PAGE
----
The black, green and red version of the British flag that flew above Tate Britain on the bank of the Thames seven years ago is to return. The artist Chris Ofili’s dramatic reimagining of the flag in the pan-African colours will be flown on the gallery’s roof in October to mark Black History Month.
Ofili, the Turner prize’s youngest winner, has given his Union Black to Tate Britain to celebrate the black contribution to London and in recognition of the gallery’s support of his early career. The design echoes black nationalist Marcus Garvey’s flag, in which the red stood for the blood of martyrs, the black for the colour of their skin and the green for the land of Africa.
“The flag may have added resonance for Londoners in these times, but it is important anyway in a wider framework because it speaks to the international makeup of a city where so many people of African descent live and work,” said Alex Farquharson, director of Tate Britain, announcing Ofili’s gift this weekend. “It has something to say about British identity and about our colonial past, as well as about our artistic place in the world.”
Ofili’s flag first flew above Tate Britain in 2010 when the gallery mounted a major show of the artist whose paintings now cost hundreds of thousands of pounds and who is still best known for his controversial use of elephant dung. It was originally displayed in 2003 in the British pavilion at the Venice Biennale, alongside Ofili’s series of red, black and green paintings on themes of love and liberation, in an acclaimed collaboration with architect David Adjaye.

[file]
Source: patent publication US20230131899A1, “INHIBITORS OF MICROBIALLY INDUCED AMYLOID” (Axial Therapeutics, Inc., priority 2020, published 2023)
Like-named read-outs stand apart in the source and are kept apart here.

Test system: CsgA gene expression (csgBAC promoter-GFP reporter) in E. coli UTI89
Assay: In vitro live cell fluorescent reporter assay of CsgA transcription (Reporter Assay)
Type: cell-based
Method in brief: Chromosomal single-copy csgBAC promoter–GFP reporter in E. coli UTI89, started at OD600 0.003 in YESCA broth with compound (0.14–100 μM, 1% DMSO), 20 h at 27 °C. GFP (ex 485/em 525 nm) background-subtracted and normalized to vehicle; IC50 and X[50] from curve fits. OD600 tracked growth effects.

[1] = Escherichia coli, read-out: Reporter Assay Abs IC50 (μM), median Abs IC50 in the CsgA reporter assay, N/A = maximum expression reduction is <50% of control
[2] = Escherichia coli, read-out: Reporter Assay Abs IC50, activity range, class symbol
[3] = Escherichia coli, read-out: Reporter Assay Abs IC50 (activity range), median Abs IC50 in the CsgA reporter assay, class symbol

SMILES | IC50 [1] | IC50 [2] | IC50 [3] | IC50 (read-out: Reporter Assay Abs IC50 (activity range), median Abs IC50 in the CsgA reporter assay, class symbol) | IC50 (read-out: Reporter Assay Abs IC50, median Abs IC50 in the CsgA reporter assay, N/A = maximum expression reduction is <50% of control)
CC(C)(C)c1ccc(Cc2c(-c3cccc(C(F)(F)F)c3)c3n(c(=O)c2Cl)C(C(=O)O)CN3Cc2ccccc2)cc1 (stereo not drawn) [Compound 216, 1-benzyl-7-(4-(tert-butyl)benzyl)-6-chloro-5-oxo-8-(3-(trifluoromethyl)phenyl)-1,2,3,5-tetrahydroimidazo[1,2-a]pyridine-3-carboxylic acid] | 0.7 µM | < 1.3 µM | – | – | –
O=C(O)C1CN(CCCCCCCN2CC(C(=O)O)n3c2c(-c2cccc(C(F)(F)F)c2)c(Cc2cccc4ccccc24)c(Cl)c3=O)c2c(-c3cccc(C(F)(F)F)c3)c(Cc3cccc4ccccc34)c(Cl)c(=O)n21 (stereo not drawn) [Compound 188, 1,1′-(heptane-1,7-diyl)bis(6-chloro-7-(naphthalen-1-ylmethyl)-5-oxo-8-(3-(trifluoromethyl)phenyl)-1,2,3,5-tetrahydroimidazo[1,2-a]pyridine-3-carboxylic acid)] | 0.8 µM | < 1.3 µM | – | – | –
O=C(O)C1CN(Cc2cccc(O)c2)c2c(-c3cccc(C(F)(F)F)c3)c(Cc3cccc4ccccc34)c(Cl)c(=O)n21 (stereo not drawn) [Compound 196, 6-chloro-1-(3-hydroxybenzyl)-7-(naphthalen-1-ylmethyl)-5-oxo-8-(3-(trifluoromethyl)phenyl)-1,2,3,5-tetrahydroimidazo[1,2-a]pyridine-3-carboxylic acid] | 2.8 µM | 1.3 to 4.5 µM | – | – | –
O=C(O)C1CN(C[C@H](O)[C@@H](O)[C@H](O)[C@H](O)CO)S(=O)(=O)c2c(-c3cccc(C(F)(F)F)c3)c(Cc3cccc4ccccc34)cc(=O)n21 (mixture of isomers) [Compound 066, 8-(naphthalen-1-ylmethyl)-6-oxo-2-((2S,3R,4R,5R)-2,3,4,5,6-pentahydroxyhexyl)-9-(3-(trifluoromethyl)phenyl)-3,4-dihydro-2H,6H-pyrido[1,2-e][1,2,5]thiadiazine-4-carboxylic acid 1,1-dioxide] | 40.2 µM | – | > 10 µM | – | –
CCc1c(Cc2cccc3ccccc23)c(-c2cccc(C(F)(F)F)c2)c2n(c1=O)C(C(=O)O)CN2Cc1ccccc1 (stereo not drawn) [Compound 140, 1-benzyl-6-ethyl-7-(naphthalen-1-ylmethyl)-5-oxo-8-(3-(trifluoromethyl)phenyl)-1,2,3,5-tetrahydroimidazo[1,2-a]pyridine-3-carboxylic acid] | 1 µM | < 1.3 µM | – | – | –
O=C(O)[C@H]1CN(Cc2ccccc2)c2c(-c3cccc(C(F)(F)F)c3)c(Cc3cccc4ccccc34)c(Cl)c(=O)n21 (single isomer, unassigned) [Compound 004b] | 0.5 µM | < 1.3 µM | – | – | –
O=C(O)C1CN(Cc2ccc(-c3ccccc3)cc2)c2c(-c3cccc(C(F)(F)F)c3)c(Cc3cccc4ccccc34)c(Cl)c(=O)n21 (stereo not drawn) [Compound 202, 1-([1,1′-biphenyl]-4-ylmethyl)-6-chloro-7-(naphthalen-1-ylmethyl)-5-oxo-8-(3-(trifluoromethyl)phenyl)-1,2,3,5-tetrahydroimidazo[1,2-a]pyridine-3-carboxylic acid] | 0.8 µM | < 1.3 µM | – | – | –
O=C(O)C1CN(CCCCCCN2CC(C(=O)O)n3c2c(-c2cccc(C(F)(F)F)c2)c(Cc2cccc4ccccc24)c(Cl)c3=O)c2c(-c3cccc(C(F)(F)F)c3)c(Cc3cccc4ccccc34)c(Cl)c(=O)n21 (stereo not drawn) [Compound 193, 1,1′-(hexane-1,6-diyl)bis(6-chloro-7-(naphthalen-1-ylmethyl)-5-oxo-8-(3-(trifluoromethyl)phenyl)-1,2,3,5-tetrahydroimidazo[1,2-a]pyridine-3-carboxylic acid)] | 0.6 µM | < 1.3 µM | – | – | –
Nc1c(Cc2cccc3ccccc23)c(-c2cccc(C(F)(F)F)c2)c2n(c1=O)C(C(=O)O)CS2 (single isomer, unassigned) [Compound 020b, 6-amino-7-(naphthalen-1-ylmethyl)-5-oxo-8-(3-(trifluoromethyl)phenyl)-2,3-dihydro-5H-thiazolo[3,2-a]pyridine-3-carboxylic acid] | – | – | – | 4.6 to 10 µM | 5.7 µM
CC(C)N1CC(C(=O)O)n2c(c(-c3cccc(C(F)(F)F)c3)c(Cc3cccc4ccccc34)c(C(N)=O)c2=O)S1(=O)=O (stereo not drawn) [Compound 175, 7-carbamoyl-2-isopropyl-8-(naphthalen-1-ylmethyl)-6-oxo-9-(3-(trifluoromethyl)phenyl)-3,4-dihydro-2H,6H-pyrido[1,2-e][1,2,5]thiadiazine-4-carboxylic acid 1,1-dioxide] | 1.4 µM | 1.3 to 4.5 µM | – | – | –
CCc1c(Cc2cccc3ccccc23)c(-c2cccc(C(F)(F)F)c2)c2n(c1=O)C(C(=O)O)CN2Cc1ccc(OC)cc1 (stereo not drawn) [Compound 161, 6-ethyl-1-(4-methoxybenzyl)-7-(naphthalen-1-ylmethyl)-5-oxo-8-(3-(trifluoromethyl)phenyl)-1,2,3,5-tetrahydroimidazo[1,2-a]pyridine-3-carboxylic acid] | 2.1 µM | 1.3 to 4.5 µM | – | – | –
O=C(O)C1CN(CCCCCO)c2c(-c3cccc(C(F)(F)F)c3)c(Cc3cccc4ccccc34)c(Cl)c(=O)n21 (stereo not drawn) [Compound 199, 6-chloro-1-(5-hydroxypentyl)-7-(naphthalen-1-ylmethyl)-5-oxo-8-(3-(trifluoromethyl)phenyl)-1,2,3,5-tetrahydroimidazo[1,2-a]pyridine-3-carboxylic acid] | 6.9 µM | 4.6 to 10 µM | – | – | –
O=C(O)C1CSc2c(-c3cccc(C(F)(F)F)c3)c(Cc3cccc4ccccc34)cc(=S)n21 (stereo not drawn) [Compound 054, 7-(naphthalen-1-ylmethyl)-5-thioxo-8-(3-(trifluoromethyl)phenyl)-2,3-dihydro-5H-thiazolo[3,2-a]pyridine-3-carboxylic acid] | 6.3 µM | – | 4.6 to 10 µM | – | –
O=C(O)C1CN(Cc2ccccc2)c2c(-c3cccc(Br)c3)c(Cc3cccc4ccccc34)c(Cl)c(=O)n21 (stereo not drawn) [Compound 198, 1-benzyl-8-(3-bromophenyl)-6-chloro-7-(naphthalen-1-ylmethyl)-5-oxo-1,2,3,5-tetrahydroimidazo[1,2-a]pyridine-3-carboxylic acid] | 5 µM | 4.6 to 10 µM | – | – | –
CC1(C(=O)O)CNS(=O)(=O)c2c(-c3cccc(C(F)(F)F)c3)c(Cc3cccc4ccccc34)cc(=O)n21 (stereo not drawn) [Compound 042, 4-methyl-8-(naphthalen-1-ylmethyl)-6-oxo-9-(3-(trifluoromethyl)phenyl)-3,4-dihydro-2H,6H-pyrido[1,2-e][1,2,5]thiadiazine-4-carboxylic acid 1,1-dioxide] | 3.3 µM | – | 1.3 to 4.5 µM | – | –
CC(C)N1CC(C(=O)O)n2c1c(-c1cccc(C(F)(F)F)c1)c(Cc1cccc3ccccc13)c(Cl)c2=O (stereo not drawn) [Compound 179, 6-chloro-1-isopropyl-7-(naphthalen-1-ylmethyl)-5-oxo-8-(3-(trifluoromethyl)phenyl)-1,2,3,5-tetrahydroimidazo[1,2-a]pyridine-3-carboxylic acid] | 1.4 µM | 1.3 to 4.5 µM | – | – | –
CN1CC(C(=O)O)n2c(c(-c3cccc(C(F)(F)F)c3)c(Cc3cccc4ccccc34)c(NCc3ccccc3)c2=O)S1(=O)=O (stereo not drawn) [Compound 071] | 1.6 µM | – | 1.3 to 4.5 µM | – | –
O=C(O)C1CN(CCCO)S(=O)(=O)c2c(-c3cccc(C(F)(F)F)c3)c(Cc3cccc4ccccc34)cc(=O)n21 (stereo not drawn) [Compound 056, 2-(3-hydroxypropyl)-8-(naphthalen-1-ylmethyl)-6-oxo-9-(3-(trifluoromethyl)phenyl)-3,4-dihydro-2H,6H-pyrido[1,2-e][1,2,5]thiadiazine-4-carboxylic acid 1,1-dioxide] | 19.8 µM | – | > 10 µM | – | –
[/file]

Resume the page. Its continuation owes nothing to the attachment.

“Some of the most complex and difficult subjects to speak about are easier to take on when they’re packaged in an attractive way,” Ofili said of the flag.
Since then the 48-year-old, who has lived in Trinidad since 2005, has given the Tate three other works, the painting Blue Devils (2014), currently on show in Tate Britain’s free collection displays, and two works on paper: Untitled (1998) and a work commemorating the life of the murdered southLondon teenager Stephen Lawrence, R.I.P. Stephen Lawrence 1974-1993 (2013).
In 1998, when Ofili beat Tacita Dean, Sam Taylor-Wood and Cathy de Monchaux and became the first black winner of the Turner at the age of 30, his portrait of Lawrence’s mother Doreen, No Woman, No Cry, was part of his winning entry.
Ofili’s parents, May and Michael, left Nigeria in 1965 and the artist, their second child, was born three years later in Manchester. Both parents worked for the biscuit manufacturer McVitie’s, but when Ofili was 11, his father moved back to Nigeria alone.
The artist came to international fame in 1999 when his workThe Holy Virgin Mary prompted Catholic protests in New York. It was exhibited at the Brooklyn museum as part of the Sensation group show of young British artists’ work and depicted a black madonna and child, embellished with cuttings from pornographic magazines and pieces of varnished elephant dung. Already seen at the Royal Academy in London, and in a Berlin gallery, complaints began when then New York mayor Rudolph Giuliani attacked the work as “sick stuff”.
Farquharson said the Tate had to confer with the Department for Culture, Media and Sport about the decision to take down the conventional union flag and replace it with an artwork later this year. “We don’t expect any public protest, because we have flown the flag before in 2010,” he added. When the flag comes down he will consider loan requests from other arts institutions.
“Civic museums around the country may well have moments they would like to mark. The flag reminds me of Ofili’s amazing body of work and looks back to times before artists of colour, such as Ofili and another black Turner prizewinner, Steve McQueen, had such recognition.”